By convention a rigid cylinder that is open at both ends is referred to as an "open" cylinder; whereas, a rigid cylinder that is open at one end and has a rigid surface at the other end is referred to as a "closed" cylinder.
Open cylindrical tubes resonate at the approximate frequencies
where n is a positive integer (1, 2, 3...) representing the resonance node, L is the length of the tube and v is the speed of sound in air (which is approximately 343 meters per second at 20 °C and at sea level).
A more accurate equation considering an end correction is given below:
where d is the diameter of the resonance tube. This equation compensates for the fact that the exact point at which a sound wave is reflecting at an open end is not perfectly at the end section of the tube, but a small distance outside the tube.
The reflection ratio is slightly less than 1; the open end does not behave like an infinitesimal acoustic impedance; rather, it has a finite value, called radiation impedance, which is dependent on the diameter of the tube, the wavelength, and the type of reflection board possibly present around the opening of the tube.
A closed cylinder will have approximate resonances of
where "n" here is an odd number (1, 3, 5...). This type of tube produces only odd harmonics and has its fundamental frequency an octave lower than that of an open cylinder (that is, half the frequency).
A more accurate equation is given below:
.
An open conical tube, that is, one in the shape of a frustum of a cone with both ends open, will have resonant frequencies approximately equal to those of an open cylindrical pipe of the same length.
The resonant frequencies of a stopped conical tube — a complete cone or frustum with one end closed — satisfy a more complicated condition:
where the wavenumber k is
and x is the distance from the small end of the frustum to the vertex. When x is small, that is, when the cone is nearly complete, this becomes
leading to resonant frequencies approximately equal to those of an open cylinder whose length equals L + x. In words, a complete conical pipe behaves approximately like an open cylindrical pipe of the same length, and to first order the behavior does not change if the complete cone is replaced by a closed frustum of that cone.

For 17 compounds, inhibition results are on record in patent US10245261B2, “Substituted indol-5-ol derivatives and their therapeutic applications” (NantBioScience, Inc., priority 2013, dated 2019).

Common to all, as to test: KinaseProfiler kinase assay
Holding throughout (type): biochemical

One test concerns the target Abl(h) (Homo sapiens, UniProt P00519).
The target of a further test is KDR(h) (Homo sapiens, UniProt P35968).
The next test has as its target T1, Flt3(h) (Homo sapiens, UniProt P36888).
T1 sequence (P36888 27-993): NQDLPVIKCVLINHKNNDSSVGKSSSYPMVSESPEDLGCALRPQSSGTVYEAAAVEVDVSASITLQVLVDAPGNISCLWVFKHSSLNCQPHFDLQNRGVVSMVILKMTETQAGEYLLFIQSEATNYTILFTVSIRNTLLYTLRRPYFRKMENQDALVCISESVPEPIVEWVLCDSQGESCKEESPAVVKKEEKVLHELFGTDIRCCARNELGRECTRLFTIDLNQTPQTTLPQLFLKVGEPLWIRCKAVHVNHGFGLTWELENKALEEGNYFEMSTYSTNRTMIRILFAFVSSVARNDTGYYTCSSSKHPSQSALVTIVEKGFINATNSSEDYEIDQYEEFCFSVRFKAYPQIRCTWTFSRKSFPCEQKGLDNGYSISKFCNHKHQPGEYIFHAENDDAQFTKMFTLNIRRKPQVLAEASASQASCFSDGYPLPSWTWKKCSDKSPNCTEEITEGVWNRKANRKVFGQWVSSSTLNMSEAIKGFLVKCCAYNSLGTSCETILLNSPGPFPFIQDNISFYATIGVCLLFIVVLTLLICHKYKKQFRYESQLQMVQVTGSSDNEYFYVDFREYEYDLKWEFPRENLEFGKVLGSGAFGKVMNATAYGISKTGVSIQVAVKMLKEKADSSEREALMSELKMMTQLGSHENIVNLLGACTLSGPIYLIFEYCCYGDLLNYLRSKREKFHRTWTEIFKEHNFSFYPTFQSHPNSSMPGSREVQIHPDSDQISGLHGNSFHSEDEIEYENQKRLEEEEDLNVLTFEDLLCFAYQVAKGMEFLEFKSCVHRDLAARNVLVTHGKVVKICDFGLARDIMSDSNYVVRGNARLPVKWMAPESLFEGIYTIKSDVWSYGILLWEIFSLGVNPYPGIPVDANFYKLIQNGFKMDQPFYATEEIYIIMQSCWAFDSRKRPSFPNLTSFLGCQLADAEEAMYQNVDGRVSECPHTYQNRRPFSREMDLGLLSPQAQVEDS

For a rectangular box, the resonant frequencies are given by
where v is the speed of sound, L_{x} and L_{y} and L_{z} are the dimensions of the box, and n, and m are the nonnegative integers. However, , n, and m cannot all be zero.
The diameter of a sphere with a sound hole is given by
where: (in meters)
The diameter of a sphere with a necked sound hole is given by
where: (in meters)
Some large conical instruments like tubas have a strong and useful resonance that is not in the wellknown harmonic series. For example, most large Bflat tubas have a strong resonance at low Eflat (Eflat1, 39 Hz), which is between the fundamental and the second harmonic (an octave higher than the fundamental). These alternative resonances are often known as false tones or privileged tones.
The most convincing explanation for falsetones is that the horn is acting as a 'third of a pipe' rather than as a halfpipe. The bell remains an antinode, but there would then be a node 1/3 of the way back to the mouthpiece. If so, it seems that the fundamental would be missing entirely, and would only be inferred from the overtones. However, the node and the anitnode collide in the same spot and cancel out the fundamental.
Several composers have begun to make resonance the subject of compositions. Alvin Lucier has used acoustic instruments and sine wave generators to explore the resonance of objects large and small in many of his compositions. The complex inharmonic partials of a swell shaped crescendo and decrescendo on a tam tam or other percussion instrument interact with room resonances in James Tenney's Koan: Having Never Written A Note For Percussion. Pauline Oliveros and Stuart Dempster regularly perform in large reverberant spaces such as the two million gallon cistern at Fort Warden, WA, which has a reverb with a 45second decay.